If you want to discover Braga's most famous sight, you'll need to climb up high: up 581 steps, to be precise. It's enough to make anyone work up a sweat. For a more relaxed journey to the top, visitors can take a seat on the oldest water-powered funicular in the world, which makes its way up the steep slope of Monte Espinho in three minutes.
Driver Bruno Coroas knows the most important facts: "It's been in operation since 1882 and is powered exclusively by water. We need around 80 liters of water per passenger." It's an interesting experience, and a journey back in time to the 19th century.
The tough climb up the stairs is also worth it. The baroque stairway zigzags a steep 116 meters up to the Sanctuary of Bom Jesus do Monte. The whitewashed granite staircase is considered the most beautiful in Portugal. Chapels, crucifixes and statues of biblical figures depict Jesus' Way of the Cross.
"The staircase symbolizes a Christian's ascent to heaven," explains Varico Pereira from the Catholic Brotherhood of Bom Jesus do Monte. At the top, the flower-adorned Moses Square with its pelican fountain and the church of pilgrimage await. "Before Fatima became world-famous, the Sanctuary of Bom Jesus was Portugal's most important place of pilgrimage," Pereira recalls.
UNESCO included the entire ensemble, including the staircase and the historic water balance funicular, on the UNESCO World Heritage List in 2019.
Further up, on the 564-meter-high Monte Espinho, another highlight awaits: the Sanctuary of Our Lady of Sameiro, the second-largest Marian shrine in Portugal after Fatima. Pope John Paul II elevated it to basilica status in 1964. A drop of blood from the Pope, who was canonized in 2014, is kept inside as a relic.
An imposing view of Braga opens up from the forecourt of the basilica. Bracara Augusta, as it was known under the Roman Empire, is located in a gently rolling landscape. Behind it, the Atlantic ocean glistens in the evening sun. Countless church towers shape the skyline of the city of around 130,000 inhabitants.
"There's a reason why Braga is called the Rome of Portugal. Lisbon is the political capital, while Braga is the spiritual center of Portugal," says Jose Paulo Abreu, chairperson of the brotherhood of the Virgin Sameiro. More than 40 Romanesque, baroque and neoclassical churches, monasteries and chapels characterize medieval Braga.
The Se de Braga is the oldest cathedral in the country. Henry of Burgundy, father of the first Portuguese king Afonso Henriques, had it built in the 12th century. He is buried in the "King's Chapel." The cathedral – a mix of Romanesque, Gothic and Baroque – is the city's landmark. Next to the treasury with its iron cross is a spot where all the bishops, from the third century A.D. to the present, are buried. Braga is therefore called the city of bishops.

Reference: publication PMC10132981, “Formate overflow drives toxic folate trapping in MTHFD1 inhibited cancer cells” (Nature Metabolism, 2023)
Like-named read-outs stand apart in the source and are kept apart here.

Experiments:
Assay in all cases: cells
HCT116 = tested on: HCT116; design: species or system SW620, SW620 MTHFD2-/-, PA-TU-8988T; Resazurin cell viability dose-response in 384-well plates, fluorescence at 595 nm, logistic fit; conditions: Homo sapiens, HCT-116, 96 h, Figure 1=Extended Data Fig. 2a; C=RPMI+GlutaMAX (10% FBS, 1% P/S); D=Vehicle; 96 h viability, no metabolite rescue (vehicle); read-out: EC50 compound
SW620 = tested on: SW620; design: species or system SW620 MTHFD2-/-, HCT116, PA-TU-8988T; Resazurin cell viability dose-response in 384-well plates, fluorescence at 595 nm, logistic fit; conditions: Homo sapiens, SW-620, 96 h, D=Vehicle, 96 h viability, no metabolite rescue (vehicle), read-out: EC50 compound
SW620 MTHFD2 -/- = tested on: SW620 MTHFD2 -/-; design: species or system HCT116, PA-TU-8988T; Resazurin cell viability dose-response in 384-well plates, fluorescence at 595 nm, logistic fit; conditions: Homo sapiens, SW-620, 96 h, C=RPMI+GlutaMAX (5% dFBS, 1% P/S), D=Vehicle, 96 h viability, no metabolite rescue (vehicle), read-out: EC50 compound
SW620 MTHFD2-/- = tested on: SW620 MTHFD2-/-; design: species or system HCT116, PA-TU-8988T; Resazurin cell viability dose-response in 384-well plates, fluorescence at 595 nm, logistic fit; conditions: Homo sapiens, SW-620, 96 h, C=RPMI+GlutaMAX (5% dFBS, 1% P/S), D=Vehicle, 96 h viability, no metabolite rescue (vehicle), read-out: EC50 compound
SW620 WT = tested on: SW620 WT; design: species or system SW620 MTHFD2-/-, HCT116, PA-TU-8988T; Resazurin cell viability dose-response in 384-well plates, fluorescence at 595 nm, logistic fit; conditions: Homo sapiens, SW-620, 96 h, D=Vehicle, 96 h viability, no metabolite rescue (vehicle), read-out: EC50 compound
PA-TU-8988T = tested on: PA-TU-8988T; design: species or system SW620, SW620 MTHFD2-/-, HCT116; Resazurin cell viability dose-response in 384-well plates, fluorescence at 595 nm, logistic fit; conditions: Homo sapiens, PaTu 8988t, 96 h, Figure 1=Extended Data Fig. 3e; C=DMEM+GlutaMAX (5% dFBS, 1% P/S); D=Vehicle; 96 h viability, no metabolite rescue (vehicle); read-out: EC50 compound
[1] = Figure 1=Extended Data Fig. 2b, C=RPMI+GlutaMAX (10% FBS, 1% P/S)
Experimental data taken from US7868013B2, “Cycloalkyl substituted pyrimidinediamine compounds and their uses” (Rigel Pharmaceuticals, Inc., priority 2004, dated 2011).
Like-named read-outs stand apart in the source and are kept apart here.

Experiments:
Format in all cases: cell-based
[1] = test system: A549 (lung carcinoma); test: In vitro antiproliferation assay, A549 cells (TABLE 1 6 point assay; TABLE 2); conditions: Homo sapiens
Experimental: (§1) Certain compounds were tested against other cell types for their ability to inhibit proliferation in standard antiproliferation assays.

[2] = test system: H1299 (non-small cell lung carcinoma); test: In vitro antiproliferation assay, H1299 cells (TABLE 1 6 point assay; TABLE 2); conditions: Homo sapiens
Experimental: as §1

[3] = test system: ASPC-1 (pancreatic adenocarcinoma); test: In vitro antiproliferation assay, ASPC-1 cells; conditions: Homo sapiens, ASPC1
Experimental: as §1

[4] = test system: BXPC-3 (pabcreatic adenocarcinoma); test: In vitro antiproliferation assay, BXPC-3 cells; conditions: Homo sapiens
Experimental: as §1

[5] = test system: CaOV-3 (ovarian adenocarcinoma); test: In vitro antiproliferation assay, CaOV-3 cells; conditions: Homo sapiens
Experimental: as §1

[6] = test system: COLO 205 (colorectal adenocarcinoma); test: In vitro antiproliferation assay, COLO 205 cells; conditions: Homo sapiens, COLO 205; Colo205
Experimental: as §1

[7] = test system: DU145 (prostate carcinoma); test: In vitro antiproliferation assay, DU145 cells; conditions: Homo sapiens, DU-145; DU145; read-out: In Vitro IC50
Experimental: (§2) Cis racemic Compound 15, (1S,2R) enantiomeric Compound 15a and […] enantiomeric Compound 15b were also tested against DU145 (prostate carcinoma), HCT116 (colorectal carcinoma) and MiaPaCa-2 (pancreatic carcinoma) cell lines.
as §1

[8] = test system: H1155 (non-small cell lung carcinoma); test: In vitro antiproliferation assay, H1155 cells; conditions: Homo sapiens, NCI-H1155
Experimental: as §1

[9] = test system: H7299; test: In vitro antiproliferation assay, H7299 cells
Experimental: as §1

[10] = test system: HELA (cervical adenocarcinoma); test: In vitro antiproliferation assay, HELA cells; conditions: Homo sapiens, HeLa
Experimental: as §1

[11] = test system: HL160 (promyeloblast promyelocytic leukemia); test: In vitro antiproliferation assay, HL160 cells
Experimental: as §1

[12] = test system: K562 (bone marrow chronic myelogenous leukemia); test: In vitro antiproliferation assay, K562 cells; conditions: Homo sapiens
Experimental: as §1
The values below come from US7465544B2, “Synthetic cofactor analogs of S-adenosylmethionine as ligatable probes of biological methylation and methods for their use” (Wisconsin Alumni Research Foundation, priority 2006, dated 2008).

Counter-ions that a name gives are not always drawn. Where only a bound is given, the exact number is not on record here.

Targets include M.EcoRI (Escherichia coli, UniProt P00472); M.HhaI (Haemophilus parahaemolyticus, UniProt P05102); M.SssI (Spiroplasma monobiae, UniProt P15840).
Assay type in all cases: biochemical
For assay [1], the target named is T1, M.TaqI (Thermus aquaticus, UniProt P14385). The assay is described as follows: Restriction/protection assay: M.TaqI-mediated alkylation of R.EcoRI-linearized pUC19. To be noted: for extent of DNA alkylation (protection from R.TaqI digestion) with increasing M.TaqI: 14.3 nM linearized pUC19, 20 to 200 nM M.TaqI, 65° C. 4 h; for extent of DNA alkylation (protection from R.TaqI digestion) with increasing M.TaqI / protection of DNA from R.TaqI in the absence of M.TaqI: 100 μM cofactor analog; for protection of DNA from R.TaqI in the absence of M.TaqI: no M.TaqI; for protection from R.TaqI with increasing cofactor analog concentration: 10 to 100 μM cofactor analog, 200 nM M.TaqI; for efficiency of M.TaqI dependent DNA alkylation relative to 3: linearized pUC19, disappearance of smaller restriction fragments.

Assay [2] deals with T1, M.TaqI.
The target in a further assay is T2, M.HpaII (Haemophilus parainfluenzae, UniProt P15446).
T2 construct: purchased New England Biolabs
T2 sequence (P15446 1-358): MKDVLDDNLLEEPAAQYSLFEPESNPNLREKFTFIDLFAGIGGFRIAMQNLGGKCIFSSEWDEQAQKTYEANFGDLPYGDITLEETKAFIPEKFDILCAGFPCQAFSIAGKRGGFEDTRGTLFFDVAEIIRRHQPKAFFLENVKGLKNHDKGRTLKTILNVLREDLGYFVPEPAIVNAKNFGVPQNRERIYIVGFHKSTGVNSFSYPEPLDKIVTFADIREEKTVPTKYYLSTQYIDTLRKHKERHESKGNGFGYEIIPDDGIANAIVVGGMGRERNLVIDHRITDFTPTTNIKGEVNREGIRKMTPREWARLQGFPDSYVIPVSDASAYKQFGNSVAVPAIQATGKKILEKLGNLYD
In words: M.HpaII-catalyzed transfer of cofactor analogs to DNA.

In the immediate vicinity of the archbishop's palace, you can find the Jardim de Santa Barbara, a public garden dating from the 17th century. Its beautiful flowers and landscaping are a draw for tourists and locals alike.
"At first glance, Braga looks like a beautiful but somewhat staid, conservative church town. But that's far from the case," says Daniel Pereira Cristo. The well-known musician and guitarist even considers his hometown to be decidedly young and vibrant.
Braga has one of the largest universities in Portugal, with almost 20,000 students living here. "In the evenings, the city's cafés and bars fill up with young people. Braga has a really exciting nightlife. In summer, there are open-air concerts everywhere," explains Cristo.
The church tradition means Braga has a lot of folk festivals, but the celebrations are wide-ranging and not necessarily religious. Regional music will also be an aspect of Braga's application to become the European Capital of Culture in 2027.
In addition to night owls and culture vultures, nature and hiking lovers also get their money's worth in Braga. The Peneda-Geres National Park, for example, is located just outside the city.
The Unesco biosphere reserve fascinates visitors with its oak forests, granite landscapes, deep valleys and countless waterfalls. Iberian wolves, mountain goats, deer and native breeding animals such as the Cachena cow with its long horns live here.
After a day of hiking, hunger sets in. In the heart of the green Minho Valley between the mountains and the Atlantic, Braga's hearty regional cuisine with game and fish dishes will hit the spot.
If you're not a vegetarian, you should definitely try the typical Braga baked goat and the regional version of Portuguese cod. A visit to the modern, refurbished weekly market gives a good impression of the region's culinary diversity. The star of Braga's cuisine is the famous Abade de Priscos egg pudding.
Culture, history, nightlife, culinary delights, hiking, shopping – and all within walking distance. Braga has a surprising amount to offer. Many tourists think so, too. Around 600,000 users of the ranking website European Best Destinations voted Braga the most attractive destination in Europe in 2021, ahead of cities like Rome, Florence and Paris.
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